Construction employment decreased by 31,000 jobs in February as extreme winter weather gripped much of the nation. However, continuing year-over-year employment and wage increases that exceed those in other industries suggest there has been no letup in demand for projects, according to an analysis of new government data by the Associated General Contractors of America.
Construction employment totaled 7,422,000 in February, an increase of 223,000, or 3.1 percent, since February 2018. That growth rate was nearly double the 1.7 percent gain in total nonfarm payroll employment, the economist pointed out. Average hourly earnings in construction—a measure of all wages and salaries—increased 3.1 percent over the year to $30.45. That figure was more than 10 percent higher than the private-sector average of $27.66.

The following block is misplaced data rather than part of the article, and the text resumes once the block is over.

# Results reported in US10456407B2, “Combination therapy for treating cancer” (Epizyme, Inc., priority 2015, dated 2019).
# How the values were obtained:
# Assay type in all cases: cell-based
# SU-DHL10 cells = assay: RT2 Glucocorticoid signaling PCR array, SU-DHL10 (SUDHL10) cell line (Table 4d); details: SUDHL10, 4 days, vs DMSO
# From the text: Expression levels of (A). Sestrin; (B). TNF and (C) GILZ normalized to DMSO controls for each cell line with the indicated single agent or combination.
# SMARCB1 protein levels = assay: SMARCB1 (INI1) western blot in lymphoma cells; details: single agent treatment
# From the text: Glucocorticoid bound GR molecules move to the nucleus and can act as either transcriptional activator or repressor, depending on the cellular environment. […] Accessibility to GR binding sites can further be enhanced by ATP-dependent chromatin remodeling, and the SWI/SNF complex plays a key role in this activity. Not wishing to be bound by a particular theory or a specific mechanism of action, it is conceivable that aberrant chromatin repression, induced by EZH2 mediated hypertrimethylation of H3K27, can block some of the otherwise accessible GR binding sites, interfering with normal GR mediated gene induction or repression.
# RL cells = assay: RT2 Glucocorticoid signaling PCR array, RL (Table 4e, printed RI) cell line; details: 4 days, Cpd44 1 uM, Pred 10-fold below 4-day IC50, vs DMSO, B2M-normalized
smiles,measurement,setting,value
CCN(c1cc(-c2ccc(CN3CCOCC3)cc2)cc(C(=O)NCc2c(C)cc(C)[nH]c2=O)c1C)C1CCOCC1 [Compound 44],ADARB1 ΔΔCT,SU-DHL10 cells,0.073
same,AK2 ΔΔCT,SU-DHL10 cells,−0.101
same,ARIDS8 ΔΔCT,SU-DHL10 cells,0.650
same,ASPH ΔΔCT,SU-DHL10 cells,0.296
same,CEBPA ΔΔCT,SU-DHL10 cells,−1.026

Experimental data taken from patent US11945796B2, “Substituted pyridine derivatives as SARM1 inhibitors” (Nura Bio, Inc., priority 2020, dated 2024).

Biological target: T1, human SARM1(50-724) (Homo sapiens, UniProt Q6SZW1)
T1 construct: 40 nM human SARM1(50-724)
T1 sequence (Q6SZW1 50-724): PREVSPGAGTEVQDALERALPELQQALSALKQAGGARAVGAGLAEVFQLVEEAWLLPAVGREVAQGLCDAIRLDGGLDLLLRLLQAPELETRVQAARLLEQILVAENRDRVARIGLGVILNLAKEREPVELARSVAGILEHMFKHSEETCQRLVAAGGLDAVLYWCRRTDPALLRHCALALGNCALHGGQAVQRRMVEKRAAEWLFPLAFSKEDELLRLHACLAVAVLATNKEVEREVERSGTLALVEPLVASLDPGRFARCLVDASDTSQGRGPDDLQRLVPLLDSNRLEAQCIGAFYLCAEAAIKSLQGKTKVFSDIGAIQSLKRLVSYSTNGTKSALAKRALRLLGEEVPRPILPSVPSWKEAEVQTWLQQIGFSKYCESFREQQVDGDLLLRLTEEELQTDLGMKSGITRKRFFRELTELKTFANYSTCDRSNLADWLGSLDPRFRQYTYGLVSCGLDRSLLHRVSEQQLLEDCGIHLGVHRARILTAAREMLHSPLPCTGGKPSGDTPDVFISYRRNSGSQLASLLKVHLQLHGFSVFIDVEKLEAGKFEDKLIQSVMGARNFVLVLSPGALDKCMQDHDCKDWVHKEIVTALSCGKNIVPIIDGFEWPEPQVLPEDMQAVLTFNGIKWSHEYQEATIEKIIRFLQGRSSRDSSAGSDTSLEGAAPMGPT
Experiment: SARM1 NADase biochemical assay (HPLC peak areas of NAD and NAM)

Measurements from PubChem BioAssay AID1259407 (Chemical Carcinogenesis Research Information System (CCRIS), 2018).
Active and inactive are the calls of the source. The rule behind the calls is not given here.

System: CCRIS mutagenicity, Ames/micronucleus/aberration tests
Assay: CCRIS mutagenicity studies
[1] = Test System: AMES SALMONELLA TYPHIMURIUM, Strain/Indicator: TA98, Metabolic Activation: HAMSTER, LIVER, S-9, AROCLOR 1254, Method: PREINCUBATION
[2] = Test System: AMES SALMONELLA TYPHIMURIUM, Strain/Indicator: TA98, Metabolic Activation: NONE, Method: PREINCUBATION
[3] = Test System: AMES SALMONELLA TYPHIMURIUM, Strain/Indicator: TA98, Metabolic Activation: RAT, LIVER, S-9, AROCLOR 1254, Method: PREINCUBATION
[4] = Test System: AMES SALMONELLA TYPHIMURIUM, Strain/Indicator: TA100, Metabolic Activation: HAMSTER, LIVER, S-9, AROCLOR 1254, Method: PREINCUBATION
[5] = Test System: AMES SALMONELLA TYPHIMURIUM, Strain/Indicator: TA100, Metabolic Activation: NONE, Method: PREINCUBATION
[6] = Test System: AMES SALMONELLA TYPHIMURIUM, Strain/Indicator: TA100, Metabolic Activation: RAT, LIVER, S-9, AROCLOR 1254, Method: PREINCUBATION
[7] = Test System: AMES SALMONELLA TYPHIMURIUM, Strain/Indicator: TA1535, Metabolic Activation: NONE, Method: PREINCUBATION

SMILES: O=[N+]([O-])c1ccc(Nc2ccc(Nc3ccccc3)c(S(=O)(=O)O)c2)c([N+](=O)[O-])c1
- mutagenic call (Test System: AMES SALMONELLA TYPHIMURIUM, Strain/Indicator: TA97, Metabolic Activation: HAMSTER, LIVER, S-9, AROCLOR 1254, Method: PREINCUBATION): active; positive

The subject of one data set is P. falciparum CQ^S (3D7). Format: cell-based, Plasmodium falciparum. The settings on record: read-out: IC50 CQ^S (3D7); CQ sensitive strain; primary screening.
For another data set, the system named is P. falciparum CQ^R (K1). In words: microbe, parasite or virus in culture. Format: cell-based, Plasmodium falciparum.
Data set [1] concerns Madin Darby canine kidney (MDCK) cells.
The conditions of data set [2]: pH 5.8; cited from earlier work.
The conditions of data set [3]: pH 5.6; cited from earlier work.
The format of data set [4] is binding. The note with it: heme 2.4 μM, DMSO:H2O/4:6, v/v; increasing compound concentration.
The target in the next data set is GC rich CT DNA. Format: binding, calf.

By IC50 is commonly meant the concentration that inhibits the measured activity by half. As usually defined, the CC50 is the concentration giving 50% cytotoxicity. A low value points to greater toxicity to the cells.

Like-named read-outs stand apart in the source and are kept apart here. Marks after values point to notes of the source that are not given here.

In a survey the association released in January, more contractors reported they expect the dollar volume of projects available to bid on to expand than to shrink in 2019 in each of 13 project categories. In addition, 79 percent of construction firms reported that they expect to add employees in 2019. However, nearly as many—78 percent—reported they were having trouble filling some positions and 68 percent said they expected that hiring would remain difficult or become harder.
Association officials said that, despite the headline number, all indications are that demand for construction remains strong and that firms continue searching for qualified candidates to hire. They called on federal officials to double investments in career and technical education programs to expose more high school students to construction opportunities.